In a bid to open up multi-brand retail to foreign direct investment, the government has initiated discussions on the issue between ministries. Foreign investment in multi-brand retail remains a political minefield given the political clout of the stakeholders and the government therefore feels the need to tread cautiously on the issue.
Acording to a report in The Economic Times, which quoted an unidentified official from the Department of Industrial Policy and Promotion (DIPP), the department has written to the finance ministry on the issue and is also discussing the merits and demerits of the move with the agriculture ministry.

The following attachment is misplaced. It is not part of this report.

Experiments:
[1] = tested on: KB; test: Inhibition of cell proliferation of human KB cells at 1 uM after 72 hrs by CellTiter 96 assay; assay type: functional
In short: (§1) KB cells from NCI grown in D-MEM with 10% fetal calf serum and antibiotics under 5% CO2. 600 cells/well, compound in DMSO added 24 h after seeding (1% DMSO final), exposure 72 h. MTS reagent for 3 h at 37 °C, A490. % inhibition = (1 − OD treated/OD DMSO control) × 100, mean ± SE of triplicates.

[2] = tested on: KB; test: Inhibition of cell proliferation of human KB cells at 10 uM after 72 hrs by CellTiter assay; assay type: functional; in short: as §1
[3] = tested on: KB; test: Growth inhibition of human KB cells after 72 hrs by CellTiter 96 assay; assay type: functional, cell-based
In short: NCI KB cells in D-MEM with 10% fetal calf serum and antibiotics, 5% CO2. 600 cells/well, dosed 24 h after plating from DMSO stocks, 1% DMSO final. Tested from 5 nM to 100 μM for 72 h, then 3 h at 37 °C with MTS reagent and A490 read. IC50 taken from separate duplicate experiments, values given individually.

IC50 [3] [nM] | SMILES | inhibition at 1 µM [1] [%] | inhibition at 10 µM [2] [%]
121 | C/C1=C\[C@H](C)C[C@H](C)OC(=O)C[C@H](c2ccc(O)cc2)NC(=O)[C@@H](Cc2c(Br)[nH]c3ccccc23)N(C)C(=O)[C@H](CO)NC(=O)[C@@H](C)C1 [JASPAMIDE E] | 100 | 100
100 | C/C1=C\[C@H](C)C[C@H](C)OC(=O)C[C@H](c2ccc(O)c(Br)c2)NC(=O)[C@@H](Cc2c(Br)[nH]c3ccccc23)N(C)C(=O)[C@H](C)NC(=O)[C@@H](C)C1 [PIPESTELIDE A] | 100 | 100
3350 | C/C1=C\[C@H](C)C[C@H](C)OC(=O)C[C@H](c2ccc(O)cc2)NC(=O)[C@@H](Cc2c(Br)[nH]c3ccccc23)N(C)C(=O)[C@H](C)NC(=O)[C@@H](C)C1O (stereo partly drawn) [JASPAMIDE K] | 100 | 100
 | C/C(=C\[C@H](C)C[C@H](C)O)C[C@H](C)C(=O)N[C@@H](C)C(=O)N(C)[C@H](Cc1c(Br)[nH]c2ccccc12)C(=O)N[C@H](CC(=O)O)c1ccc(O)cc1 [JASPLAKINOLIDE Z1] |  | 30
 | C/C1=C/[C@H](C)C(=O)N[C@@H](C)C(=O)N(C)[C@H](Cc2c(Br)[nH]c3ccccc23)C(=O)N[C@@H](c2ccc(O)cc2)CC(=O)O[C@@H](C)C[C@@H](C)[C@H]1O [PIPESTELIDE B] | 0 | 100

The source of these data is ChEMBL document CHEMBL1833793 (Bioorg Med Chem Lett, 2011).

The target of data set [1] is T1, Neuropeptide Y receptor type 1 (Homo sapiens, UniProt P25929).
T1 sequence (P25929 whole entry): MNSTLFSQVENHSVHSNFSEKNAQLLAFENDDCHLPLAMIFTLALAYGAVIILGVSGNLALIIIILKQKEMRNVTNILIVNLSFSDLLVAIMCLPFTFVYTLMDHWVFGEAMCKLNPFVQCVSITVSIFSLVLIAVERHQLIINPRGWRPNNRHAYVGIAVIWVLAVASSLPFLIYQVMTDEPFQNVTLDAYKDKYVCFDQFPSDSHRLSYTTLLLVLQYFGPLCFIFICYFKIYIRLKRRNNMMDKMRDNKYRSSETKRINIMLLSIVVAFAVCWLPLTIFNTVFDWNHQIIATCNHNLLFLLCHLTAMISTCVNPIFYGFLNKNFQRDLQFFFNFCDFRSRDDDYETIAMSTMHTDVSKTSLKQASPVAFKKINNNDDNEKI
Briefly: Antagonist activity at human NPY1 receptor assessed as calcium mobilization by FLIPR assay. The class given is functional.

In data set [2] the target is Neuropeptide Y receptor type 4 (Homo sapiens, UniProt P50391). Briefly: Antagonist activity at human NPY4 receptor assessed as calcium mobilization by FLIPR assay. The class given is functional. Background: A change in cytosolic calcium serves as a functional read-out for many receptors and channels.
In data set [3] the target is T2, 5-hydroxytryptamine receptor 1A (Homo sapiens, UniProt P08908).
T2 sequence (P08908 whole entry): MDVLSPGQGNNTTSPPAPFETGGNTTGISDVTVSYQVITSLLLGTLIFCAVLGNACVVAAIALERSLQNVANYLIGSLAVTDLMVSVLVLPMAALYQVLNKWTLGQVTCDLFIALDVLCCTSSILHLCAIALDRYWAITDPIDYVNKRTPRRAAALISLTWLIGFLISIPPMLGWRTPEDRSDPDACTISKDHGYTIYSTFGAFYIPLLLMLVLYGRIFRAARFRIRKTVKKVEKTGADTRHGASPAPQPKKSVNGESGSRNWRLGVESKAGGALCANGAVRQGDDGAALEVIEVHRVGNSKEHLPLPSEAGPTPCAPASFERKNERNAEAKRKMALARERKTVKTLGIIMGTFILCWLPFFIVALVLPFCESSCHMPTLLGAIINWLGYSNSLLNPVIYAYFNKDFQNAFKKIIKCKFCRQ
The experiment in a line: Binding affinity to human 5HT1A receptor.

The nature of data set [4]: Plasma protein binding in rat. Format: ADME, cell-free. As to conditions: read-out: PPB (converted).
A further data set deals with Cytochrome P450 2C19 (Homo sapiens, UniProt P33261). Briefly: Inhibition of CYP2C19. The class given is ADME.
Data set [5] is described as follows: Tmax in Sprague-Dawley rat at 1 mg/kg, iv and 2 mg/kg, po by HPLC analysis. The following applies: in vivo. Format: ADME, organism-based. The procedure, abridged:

The paper quoted the official as saying that the move to open up the retail sector was part of the government's strategy to plug gaps in the existing food supply chain and more importantly narrow the difference between the farmgate prices and retail prices.
The department would soon circulate a discussion paper to seek a consensus on the issue, according to the report. Foreign direct investment in India is allowed only in cash-and-carry or wholesale ventures, but not in multi-brand retail, due to opposition from millions of small shopkeepers who form valuable vote banks during elections.
Foreign retailers can enter the retail sector only through franchise agreements with local players, an arrangement under which they can own up to 51 per cent in single-brand retail, while 100 per cent ownership is allowed in cash-and-carry ventures.
The report goes no to add that to address the concerns of critics of foreign investment in retail, the government is likely to insist on control remaining in Indian hands.